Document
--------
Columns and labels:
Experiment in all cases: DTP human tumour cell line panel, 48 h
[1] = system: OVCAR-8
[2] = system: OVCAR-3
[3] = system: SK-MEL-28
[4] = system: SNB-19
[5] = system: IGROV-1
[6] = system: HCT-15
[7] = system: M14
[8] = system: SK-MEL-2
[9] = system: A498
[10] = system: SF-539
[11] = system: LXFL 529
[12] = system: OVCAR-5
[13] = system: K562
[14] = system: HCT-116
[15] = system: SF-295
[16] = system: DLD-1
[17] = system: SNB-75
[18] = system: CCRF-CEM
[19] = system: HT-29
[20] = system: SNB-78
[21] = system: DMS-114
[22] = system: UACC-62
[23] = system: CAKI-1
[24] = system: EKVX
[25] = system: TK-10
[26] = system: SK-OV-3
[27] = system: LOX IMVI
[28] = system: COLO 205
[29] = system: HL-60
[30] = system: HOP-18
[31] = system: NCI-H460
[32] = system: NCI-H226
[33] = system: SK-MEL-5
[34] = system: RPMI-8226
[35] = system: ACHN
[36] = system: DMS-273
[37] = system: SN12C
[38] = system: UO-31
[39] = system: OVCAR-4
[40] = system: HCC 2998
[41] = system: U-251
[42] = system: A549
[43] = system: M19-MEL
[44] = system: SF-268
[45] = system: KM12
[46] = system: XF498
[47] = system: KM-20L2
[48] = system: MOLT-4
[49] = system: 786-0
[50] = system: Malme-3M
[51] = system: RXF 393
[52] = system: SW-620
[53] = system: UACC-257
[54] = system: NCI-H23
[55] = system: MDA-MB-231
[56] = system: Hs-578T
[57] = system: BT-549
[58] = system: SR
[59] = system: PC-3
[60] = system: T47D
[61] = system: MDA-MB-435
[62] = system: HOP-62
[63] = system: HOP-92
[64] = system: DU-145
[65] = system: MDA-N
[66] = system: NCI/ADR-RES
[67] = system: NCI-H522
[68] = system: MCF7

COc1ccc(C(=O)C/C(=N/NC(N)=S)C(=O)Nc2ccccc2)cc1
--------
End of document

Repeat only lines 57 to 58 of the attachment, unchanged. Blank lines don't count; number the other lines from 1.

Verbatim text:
[55] = system: MDA-MB-231
[56] = system: Hs-578T